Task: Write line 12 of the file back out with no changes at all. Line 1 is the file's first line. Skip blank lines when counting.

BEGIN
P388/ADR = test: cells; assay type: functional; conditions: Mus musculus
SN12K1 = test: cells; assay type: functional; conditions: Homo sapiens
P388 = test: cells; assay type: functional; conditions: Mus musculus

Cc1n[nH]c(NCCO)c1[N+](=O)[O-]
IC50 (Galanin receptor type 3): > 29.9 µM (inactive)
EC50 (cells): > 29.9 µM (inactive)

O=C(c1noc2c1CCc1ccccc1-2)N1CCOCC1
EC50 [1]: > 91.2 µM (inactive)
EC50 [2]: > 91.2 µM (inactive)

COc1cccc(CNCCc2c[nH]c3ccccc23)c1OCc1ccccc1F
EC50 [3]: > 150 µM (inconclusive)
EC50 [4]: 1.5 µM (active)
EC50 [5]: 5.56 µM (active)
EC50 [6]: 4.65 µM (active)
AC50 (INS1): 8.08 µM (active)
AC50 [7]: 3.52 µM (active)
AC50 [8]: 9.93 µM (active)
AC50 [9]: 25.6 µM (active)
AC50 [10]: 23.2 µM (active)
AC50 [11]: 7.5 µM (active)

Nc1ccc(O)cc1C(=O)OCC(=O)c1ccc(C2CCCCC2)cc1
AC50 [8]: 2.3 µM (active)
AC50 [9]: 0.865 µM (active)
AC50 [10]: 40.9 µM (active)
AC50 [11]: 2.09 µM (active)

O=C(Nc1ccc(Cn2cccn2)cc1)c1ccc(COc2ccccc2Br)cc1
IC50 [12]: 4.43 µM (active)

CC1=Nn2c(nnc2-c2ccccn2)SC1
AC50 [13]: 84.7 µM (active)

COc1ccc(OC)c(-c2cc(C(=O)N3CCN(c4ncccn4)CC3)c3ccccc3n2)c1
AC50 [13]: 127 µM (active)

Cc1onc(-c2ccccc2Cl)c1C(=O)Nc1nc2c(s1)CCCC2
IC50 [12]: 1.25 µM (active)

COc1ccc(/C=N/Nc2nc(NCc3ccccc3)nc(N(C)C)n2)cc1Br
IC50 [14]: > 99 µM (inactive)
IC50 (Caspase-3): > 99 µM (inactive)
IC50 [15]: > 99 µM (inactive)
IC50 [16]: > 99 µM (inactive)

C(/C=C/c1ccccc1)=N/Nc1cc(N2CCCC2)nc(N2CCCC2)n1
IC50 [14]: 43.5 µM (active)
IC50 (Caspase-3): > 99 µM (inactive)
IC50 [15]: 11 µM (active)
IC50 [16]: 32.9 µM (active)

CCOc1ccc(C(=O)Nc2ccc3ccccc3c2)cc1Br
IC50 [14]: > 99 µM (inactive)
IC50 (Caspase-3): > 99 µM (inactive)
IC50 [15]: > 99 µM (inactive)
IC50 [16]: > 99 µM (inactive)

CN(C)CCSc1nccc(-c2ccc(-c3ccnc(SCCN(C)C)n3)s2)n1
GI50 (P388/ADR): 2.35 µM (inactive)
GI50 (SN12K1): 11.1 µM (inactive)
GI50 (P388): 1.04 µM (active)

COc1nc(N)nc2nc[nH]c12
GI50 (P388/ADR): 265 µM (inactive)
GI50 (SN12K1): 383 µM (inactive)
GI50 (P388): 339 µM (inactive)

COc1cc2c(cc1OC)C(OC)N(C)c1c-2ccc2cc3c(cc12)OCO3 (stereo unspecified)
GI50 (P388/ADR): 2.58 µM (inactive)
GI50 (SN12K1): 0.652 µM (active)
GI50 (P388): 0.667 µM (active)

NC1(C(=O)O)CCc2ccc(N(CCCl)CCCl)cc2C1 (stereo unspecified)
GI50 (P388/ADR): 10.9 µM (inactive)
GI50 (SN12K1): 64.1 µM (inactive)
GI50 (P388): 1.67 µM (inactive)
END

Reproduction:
EC50 [4]: 1.5 µM (active)